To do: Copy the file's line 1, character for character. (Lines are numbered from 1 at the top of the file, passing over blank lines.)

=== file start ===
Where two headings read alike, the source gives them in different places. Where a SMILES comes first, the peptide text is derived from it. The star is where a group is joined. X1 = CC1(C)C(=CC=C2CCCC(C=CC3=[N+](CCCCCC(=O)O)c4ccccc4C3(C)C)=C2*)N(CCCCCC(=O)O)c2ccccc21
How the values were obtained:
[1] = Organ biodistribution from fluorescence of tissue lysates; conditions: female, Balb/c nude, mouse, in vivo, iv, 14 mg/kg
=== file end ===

Where two headings read alike, the source gives them in different places. Where a SMILES comes first, the peptide text is derived from it. The star is where a group is joined. X1 = CC1(C)C(=CC=C2CCCC(C=CC3=[N+](CCCCCC(=O)O)c4ccccc4C3(C)C)=C2*)N(CCCCCC(=O)O)c2ccccc21